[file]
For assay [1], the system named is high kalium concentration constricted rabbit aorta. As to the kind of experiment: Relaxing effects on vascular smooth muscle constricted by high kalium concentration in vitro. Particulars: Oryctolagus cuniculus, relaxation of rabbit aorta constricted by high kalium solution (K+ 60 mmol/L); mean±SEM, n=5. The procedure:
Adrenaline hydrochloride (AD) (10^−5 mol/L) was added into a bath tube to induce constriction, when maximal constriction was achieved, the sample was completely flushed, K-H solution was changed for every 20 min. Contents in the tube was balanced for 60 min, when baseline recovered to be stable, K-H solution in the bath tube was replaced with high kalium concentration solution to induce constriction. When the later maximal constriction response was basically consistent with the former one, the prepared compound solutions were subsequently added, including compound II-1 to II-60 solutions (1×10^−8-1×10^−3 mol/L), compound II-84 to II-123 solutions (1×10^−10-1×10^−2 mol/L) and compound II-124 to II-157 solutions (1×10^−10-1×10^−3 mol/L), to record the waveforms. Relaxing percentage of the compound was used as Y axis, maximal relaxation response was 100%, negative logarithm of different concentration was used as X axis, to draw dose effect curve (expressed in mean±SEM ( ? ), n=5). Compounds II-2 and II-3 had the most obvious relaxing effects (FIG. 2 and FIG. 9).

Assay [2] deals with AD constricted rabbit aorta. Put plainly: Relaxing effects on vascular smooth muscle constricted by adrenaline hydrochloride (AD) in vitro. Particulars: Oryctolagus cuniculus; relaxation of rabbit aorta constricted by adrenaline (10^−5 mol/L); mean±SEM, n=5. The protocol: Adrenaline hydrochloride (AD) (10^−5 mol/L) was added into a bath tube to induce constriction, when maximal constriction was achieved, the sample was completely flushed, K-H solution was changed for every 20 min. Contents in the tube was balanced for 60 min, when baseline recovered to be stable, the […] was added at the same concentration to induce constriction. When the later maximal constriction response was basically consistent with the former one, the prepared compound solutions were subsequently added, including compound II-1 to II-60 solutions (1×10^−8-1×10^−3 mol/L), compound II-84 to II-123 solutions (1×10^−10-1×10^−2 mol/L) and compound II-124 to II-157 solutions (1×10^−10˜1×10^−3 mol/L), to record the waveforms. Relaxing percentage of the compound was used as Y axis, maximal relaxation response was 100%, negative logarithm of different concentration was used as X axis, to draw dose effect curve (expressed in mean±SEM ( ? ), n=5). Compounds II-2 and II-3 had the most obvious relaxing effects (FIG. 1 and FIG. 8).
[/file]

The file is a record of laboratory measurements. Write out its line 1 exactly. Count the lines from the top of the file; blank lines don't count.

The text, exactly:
For assay [1], the system named is high kalium concentration constricted rabbit aorta. As to the kind of experiment: Relaxing effects on vascular smooth muscle constricted by high kalium concentration in vitro. Particulars: Oryctolagus cuniculus, relaxation of rabbit aorta constricted by high kalium solution (K+ 60 mmol/L); mean±SEM, n=5. The procedure: